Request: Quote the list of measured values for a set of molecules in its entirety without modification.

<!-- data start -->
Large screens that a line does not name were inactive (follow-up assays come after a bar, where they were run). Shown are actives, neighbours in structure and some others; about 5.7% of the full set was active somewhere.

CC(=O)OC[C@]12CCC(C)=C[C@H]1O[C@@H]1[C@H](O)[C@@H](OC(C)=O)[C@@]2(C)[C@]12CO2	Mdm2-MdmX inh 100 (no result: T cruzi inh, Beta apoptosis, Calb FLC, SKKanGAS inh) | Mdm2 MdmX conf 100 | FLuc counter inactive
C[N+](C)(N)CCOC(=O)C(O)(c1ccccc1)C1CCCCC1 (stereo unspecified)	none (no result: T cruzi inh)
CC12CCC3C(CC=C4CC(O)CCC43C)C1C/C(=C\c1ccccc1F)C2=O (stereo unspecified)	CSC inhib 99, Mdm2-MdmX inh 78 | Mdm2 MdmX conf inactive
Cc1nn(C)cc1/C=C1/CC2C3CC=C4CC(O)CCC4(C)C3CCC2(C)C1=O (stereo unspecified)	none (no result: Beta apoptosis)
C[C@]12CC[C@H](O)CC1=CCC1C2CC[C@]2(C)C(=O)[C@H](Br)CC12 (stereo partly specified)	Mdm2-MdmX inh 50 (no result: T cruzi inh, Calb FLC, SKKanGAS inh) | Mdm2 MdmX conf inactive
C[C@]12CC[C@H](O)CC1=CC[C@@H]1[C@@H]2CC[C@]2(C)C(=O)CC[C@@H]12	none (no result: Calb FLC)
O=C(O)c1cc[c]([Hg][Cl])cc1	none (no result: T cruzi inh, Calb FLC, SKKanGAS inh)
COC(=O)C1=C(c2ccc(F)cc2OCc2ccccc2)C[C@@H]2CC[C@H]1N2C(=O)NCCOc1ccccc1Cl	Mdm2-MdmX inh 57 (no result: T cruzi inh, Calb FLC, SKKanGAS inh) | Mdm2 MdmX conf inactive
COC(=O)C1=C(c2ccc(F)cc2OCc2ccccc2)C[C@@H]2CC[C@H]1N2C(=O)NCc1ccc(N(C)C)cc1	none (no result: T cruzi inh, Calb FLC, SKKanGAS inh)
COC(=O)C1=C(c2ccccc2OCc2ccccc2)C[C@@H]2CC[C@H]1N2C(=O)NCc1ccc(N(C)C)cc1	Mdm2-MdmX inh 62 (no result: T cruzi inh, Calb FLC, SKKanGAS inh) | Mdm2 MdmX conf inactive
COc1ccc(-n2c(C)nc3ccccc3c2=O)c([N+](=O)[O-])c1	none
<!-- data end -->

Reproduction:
Large screens that a line does not name were inactive (follow-up assays come after a bar, where they were run). Shown are actives, neighbours in structure and some others; about 5.7% of the full set was active somewhere.

CC(=O)OC[C@]12CCC(C)=C[C@H]1O[C@@H]1[C@H](O)[C@@H](OC(C)=O)[C@@]2(C)[C@]12CO2	Mdm2-MdmX inh 100 (no result: T cruzi inh, Beta apoptosis, Calb FLC, SKKanGAS inh) | Mdm2 MdmX conf 100 | FLuc counter inactive
C[N+](C)(N)CCOC(=O)C(O)(c1ccccc1)C1CCCCC1 (stereo unspecified)	none (no result: T cruzi inh)
CC12CCC3C(CC=C4CC(O)CCC43C)C1C/C(=C\c1ccccc1F)C2=O (stereo unspecified)	CSC inhib 99, Mdm2-MdmX inh 78 | Mdm2 MdmX conf inactive
Cc1nn(C)cc1/C=C1/CC2C3CC=C4CC(O)CCC4(C)C3CCC2(C)C1=O (stereo unspecified)	none (no result: Beta apoptosis)
C[C@]12CC[C@H](O)CC1=CCC1C2CC[C@]2(C)C(=O)[C@H](Br)CC12 (stereo partly specified)	Mdm2-MdmX inh 50 (no result: T cruzi inh, Calb FLC, SKKanGAS inh) | Mdm2 MdmX conf inactive
C[C@]12CC[C@H](O)CC1=CC[C@@H]1[C@@H]2CC[C@]2(C)C(=O)CC[C@@H]12	none (no result: Calb FLC)
O=C(O)c1cc[c]([Hg][Cl])cc1	none (no result: T cruzi inh, Calb FLC, SKKanGAS inh)
COC(=O)C1=C(c2ccc(F)cc2OCc2ccccc2)C[C@@H]2CC[C@H]1N2C(=O)NCCOc1ccccc1Cl	Mdm2-MdmX inh 57 (no result: T cruzi inh, Calb FLC, SKKanGAS inh) | Mdm2 MdmX conf inactive
COC(=O)C1=C(c2ccc(F)cc2OCc2ccccc2)C[C@@H]2CC[C@H]1N2C(=O)NCc1ccc(N(C)C)cc1	none (no result: T cruzi inh, Calb FLC, SKKanGAS inh)
COC(=O)C1=C(c2ccccc2OCc2ccccc2)C[C@@H]2CC[C@H]1N2C(=O)NCc1ccc(N(C)C)cc1	Mdm2-MdmX inh 62 (no result: T cruzi inh, Calb FLC, SKKanGAS inh) | Mdm2 MdmX conf inactive
COc1ccc(-n2c(C)nc3ccccc3c2=O)c([N+](=O)[O-])c1	none